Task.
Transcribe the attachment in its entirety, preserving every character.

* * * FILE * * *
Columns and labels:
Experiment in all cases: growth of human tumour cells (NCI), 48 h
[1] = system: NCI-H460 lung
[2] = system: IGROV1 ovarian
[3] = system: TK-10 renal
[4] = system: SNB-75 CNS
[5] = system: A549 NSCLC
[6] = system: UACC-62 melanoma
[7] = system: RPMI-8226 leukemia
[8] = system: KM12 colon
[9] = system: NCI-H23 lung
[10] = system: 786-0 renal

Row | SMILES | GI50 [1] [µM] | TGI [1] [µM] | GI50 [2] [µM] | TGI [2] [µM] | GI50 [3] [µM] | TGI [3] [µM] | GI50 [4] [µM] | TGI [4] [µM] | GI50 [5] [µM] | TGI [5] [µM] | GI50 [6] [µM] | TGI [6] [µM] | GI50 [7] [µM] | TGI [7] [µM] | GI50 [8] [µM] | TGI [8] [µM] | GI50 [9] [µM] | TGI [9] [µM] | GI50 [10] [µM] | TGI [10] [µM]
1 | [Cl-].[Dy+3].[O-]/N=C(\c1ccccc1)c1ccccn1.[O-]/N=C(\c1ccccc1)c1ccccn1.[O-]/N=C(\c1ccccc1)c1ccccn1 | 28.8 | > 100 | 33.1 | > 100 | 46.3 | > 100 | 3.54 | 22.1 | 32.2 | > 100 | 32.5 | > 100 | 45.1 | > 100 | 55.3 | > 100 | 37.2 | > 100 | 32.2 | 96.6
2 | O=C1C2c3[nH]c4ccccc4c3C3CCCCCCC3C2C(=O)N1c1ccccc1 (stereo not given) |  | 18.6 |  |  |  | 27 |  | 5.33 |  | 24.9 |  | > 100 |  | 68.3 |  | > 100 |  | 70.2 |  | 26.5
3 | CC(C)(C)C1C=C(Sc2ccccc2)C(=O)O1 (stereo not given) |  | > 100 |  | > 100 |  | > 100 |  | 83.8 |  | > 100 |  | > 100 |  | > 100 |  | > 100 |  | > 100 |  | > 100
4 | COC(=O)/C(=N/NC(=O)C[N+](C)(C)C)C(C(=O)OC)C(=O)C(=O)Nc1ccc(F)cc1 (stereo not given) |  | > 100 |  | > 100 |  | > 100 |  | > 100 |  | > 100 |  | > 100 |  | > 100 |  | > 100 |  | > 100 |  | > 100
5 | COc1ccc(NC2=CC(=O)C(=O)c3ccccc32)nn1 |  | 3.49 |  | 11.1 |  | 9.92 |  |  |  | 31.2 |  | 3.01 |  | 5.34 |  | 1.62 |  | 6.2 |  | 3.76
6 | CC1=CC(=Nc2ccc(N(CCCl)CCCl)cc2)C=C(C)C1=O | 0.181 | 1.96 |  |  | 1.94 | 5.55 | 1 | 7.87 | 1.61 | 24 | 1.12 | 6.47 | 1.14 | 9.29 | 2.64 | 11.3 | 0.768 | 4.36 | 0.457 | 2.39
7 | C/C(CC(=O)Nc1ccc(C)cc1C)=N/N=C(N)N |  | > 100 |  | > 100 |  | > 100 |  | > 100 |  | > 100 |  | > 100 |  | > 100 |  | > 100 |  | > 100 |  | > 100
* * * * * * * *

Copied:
Columns and labels:
Experiment in all cases: growth of human tumour cells (NCI), 48 h
[1] = system: NCI-H460 lung
[2] = system: IGROV1 ovarian
[3] = system: TK-10 renal
[4] = system: SNB-75 CNS
[5] = system: A549 NSCLC
[6] = system: UACC-62 melanoma
[7] = system: RPMI-8226 leukemia
[8] = system: KM12 colon
[9] = system: NCI-H23 lung
[10] = system: 786-0 renal

Row | SMILES | GI50 [1] [µM] | TGI [1] [µM] | GI50 [2] [µM] | TGI [2] [µM] | GI50 [3] [µM] | TGI [3] [µM] | GI50 [4] [µM] | TGI [4] [µM] | GI50 [5] [µM] | TGI [5] [µM] | GI50 [6] [µM] | TGI [6] [µM] | GI50 [7] [µM] | TGI [7] [µM] | GI50 [8] [µM] | TGI [8] [µM] | GI50 [9] [µM] | TGI [9] [µM] | GI50 [10] [µM] | TGI [10] [µM]
1 | [Cl-].[Dy+3].[O-]/N=C(\c1ccccc1)c1ccccn1.[O-]/N=C(\c1ccccc1)c1ccccn1.[O-]/N=C(\c1ccccc1)c1ccccn1 | 28.8 | > 100 | 33.1 | > 100 | 46.3 | > 100 | 3.54 | 22.1 | 32.2 | > 100 | 32.5 | > 100 | 45.1 | > 100 | 55.3 | > 100 | 37.2 | > 100 | 32.2 | 96.6
2 | O=C1C2c3[nH]c4ccccc4c3C3CCCCCCC3C2C(=O)N1c1ccccc1 (stereo not given) |  | 18.6 |  |  |  | 27 |  | 5.33 |  | 24.9 |  | > 100 |  | 68.3 |  | > 100 |  | 70.2 |  | 26.5
3 | CC(C)(C)C1C=C(Sc2ccccc2)C(=O)O1 (stereo not given) |  | > 100 |  | > 100 |  | > 100 |  | 83.8 |  | > 100 |  | > 100 |  | > 100 |  | > 100 |  | > 100 |  | > 100
4 | COC(=O)/C(=N/NC(=O)C[N+](C)(C)C)C(C(=O)OC)C(=O)C(=O)Nc1ccc(F)cc1 (stereo not given) |  | > 100 |  | > 100 |  | > 100 |  | > 100 |  | > 100 |  | > 100 |  | > 100 |  | > 100 |  | > 100 |  | > 100
5 | COc1ccc(NC2=CC(=O)C(=O)c3ccccc32)nn1 |  | 3.49 |  | 11.1 |  | 9.92 |  |  |  | 31.2 |  | 3.01 |  | 5.34 |  | 1.62 |  | 6.2 |  | 3.76
6 | CC1=CC(=Nc2ccc(N(CCCl)CCCl)cc2)C=C(C)C1=O | 0.181 | 1.96 |  |  | 1.94 | 5.55 | 1 | 7.87 | 1.61 | 24 | 1.12 | 6.47 | 1.14 | 9.29 | 2.64 | 11.3 | 0.768 | 4.36 | 0.457 | 2.39
7 | C/C(CC(=O)Nc1ccc(C)cc1C)=N/N=C(N)N |  | > 100 |  | > 100 |  | > 100 |  | > 100 |  | > 100 |  | > 100 |  | > 100 |  | > 100 |  | > 100 |  | > 100